Pseudoscience strikes again. About a month ago, over at Slate's Brow Beat culture blog, Mr. Daniel Lametti - he of 'Ph.D.-Waste-Of-Time' fame - wrote a piece analyzing a recurring Breaking Bad plot device: the theft of large quantities of methylamine for the characters' illegal methamphetamine operation. The meat of the post:
Wait, huh? Let's start from No.
As a practicing synthetic organic chemist, I agree with the statement that silica gel dehydrates solvents by water absorption. Sure. But I've heated plenty of alcohols in the presence of silica gel, and 99% of them don't spontaneously lose water! (That would be a rocking olefin synthesis, if it worked...)
|Methylamine: Easy as hooking up five pressurized reactors in your kitchen sink.|
In this scenario, both are extremely unlikely, especially at room temperature and pressure.
Now let's talk practicality: which company will sell you a cylinder of ammonia gas for 'home use?' (Not Home Depot). How will you get your methanol? What's the plan to isolate the (volatile, stinky) methylamine from the complex mixture of compounds this theoretical reaction produces?
Well, how do companies make methylamine? Albemarle technical documents to the rescue! Seems that mixing methanol and excess ammonia at 300-500 degrees Celsius, under pressure, over a zeolite catalyst will produce an equilibrium mixture of methylamine, dimethylamine, and trimethylamine (favored). After fractional distillation, the trimethylamine can be streamed over an amorphous silica / alumina catalyst to disproportionate it back into methylamine.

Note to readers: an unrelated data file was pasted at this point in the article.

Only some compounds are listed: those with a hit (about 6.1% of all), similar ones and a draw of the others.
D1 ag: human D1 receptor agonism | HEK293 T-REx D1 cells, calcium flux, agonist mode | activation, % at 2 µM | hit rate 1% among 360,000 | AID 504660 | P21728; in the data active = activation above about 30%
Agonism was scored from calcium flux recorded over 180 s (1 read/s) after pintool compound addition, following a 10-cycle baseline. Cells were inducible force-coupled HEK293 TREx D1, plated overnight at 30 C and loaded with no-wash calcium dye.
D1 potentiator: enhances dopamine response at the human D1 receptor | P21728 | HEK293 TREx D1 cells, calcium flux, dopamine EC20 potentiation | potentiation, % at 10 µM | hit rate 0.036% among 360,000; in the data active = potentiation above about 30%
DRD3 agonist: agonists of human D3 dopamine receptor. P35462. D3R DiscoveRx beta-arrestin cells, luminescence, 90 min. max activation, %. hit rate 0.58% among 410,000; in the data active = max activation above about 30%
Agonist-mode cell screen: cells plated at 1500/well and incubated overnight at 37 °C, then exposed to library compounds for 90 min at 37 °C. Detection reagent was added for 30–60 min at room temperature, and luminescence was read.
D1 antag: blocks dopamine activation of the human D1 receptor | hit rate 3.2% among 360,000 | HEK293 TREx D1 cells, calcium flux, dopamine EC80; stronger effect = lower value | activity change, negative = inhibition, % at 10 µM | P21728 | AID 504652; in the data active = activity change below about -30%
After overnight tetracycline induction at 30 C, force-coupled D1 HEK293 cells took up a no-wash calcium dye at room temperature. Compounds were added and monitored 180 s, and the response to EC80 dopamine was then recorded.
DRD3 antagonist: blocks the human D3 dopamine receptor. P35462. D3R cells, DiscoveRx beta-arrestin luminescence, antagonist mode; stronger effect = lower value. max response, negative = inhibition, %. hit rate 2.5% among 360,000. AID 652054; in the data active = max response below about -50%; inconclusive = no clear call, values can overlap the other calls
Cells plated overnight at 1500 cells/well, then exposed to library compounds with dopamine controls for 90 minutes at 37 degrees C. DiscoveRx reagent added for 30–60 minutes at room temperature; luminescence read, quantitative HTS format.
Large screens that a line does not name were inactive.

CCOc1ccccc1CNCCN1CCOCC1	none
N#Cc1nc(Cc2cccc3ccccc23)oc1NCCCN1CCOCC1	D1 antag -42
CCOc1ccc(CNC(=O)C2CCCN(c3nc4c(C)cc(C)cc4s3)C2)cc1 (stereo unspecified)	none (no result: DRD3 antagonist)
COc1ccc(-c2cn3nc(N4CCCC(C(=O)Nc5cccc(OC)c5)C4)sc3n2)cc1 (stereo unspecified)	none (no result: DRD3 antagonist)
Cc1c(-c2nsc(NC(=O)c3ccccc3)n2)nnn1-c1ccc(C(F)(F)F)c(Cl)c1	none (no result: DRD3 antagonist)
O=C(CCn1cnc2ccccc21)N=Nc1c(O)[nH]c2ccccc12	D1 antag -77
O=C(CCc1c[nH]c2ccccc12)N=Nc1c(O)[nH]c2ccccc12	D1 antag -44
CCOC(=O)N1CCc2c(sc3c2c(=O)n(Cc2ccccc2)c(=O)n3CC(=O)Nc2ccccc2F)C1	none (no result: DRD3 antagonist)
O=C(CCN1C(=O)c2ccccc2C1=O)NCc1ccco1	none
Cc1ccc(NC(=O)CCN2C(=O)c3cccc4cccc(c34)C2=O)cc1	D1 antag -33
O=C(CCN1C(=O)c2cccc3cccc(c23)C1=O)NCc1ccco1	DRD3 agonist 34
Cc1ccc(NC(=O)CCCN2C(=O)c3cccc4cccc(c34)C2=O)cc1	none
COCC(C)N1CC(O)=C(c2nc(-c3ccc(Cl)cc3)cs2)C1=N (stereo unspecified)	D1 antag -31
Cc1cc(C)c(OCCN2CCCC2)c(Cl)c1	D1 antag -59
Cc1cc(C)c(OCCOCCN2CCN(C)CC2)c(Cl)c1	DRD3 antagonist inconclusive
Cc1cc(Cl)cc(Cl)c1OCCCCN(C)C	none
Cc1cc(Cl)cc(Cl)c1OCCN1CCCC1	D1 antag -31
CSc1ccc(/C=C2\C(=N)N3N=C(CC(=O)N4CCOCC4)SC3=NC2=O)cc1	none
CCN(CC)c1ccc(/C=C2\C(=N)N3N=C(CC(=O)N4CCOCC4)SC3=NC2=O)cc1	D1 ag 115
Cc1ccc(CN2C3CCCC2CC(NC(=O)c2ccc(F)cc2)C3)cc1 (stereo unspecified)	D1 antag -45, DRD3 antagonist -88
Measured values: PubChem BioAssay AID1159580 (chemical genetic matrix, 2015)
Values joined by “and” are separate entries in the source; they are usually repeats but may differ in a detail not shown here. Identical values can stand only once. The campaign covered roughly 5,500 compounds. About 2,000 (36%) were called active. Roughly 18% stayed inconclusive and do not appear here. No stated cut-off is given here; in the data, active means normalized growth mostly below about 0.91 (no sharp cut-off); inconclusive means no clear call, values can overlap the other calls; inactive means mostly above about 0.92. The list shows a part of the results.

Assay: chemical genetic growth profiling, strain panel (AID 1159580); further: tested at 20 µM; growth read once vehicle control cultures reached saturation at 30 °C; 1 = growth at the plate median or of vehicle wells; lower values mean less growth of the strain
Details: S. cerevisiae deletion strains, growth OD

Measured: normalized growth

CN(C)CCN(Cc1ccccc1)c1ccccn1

Not a kitchen sink in sight.
Update, 8/17/13 - This piece jumped back into the spotlight as Breaking Bad winds down its 5-season run. Thanks to Dylan at WaPo's Wonkblog for linking back here.
Commenters have taken issue with my description of the reaction, so I've slightly changed the text for clarity (methods / mechanisms, "forms" cations, oxidation...)
8/19/13 - Arguments have cropped up, in multiple forums, about reagent availability, feasibility of the chemistry at small-scale, mechanism, purification, etc. I blame myself for not refining my argument well enough in the original post. Very directly, I'll re-state the major arguments:
1) The silica gel + methanol + ammonia route will not produce methylamine as stated
2) Although an experienced chemist *could* produce methylamine using different reactions in a kitchen sink, he will by no means produce enough to support a burgeoning criminal enterprise which manufactures methamphetamine at multi-kilo scale.
*Curious - Appended at the bottom of the essay is a thanks for Prof. Adam Braunschweig, faculty